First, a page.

By Steve Gunn
PHILADELPHIA – “The Philadelphia school district is nearly insolvent, lags behind most other urban districts in academics and loses students to charters because parents believe it doesn’t keep their children safe.”
That paragraph, from a story posted today on Philly.com, sums up the severe challenges facing the Philadelphia school district. The good news is that the district’s School Reform Commission has announced an ambitious plan to make things better.
It would involve closing 40 schools next year and 64 by 2017, moving thousands of students to charter schools, dismantling the school district’s central office and creating smaller “achievement networks” of 25 schools apiece.
Various groups would bid to manage the “achievement networks,” and the winners would be required to sign performance-based contracts.
All in all, it looks as though the Philadelphia district may decentralize, create a new level of administration that’s focused on promoting excellence in a more manageable number of schools, and formally recognize the fact that charter schools often provide quality alternatives to traditional government schools.
The plan must be approved by the School Reform Commission before it’s implemented.
“What we do know through lots of history and evidence and practice is that the current structure doesn’t work,” School Reform Commission Chairman Pedro Ramos said. “It’s not fiscally sustainable and it doesn’t produce high-quality schools for all kids.”
Not surprisingly, the teachers union came out against the plan. Union President Jerry Jordan called it a “cynical, right wing, market-driven” proposal that would totally dismantle the school system.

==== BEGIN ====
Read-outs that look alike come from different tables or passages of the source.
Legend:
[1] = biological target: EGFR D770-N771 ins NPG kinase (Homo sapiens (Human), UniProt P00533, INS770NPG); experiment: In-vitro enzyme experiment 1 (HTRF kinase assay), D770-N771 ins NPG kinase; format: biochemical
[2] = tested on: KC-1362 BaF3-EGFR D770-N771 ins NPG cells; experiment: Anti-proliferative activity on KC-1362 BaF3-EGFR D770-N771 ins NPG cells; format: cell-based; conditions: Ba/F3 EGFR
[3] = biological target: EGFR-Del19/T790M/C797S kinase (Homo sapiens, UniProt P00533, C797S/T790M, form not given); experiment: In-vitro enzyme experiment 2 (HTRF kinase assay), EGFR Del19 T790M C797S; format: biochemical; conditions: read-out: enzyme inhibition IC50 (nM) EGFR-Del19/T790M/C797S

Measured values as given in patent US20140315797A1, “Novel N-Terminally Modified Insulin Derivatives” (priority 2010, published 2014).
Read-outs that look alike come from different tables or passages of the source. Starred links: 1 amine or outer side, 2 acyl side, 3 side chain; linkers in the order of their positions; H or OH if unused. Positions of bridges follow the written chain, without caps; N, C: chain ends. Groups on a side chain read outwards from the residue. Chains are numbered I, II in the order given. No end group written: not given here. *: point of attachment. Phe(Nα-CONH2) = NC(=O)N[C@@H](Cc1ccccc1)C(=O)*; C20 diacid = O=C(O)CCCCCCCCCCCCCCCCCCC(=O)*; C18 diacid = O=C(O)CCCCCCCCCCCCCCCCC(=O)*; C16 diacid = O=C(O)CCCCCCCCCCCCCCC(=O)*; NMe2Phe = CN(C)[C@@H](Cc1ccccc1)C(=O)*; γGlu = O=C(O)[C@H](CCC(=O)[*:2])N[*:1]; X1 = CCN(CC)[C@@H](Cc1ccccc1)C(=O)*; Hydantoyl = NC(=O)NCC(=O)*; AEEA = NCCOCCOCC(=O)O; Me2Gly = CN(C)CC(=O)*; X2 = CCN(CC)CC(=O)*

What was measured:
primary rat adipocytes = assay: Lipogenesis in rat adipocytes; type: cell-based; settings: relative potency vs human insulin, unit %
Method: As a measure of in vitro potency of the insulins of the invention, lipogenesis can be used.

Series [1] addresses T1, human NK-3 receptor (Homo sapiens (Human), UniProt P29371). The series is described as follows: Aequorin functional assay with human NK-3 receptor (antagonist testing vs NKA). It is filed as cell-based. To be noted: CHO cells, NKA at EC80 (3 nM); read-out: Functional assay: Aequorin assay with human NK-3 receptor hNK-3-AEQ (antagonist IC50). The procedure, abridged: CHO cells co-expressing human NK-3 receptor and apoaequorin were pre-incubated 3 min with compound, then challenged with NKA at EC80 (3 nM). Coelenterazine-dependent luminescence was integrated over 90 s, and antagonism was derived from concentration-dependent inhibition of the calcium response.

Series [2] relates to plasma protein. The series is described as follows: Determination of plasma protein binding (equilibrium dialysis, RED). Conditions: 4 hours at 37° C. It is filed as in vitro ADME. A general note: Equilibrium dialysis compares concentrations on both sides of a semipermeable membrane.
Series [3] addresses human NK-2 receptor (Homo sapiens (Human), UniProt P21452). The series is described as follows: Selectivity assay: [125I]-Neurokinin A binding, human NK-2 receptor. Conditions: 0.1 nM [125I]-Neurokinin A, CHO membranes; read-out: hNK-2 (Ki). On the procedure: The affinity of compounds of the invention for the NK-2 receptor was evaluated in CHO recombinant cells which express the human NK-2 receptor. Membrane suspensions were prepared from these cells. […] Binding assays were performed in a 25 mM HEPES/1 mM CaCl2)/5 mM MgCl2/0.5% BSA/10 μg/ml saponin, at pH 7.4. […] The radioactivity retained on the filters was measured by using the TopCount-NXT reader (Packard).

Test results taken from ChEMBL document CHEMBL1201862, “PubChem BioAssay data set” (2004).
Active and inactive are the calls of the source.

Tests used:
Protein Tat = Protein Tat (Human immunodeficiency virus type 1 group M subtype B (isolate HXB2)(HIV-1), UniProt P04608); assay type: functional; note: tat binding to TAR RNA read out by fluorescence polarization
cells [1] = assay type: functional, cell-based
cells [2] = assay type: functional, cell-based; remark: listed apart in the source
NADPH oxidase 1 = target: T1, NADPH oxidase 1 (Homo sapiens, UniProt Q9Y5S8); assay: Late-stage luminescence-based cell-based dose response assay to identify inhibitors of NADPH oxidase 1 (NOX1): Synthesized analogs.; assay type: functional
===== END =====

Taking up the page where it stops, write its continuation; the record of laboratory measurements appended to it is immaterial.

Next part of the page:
As if the current system is operating so well that it doesn’t deserve a little dismantling.
Our guess is that the union fears that a loss of students to charter schools would mean fewer union teaching jobs and less union dues revenue. The union probably also fears a renewed focus on academic excellence in the new “achievement networks,” which would probably involve more teacher accountability.
But what else is the district do to? According to the news story, the reform commission plan is largely driven by district budget problems, which we know are largely driven by runaway labor costs. Left unchecked, the district deficit could grow to $1.1 billion by 2017.
Does that type of financial emergency bother the teachers union? Apparently not. The district is currently planning a 2012-13 budget that would require a $156 million cut in labor costs, which would in turn require some salary and benefit concessions from the unions.
In response to that news, Jordan said the union would not negotiate anything until its contract expires in 2013. Thanks for nothing.
If the union isn’t willing to help address the massive problems facing the school district right now, it should refrain from criticizing the plans of others who are working on strategies to save money and improve instruction for Philadelphia students.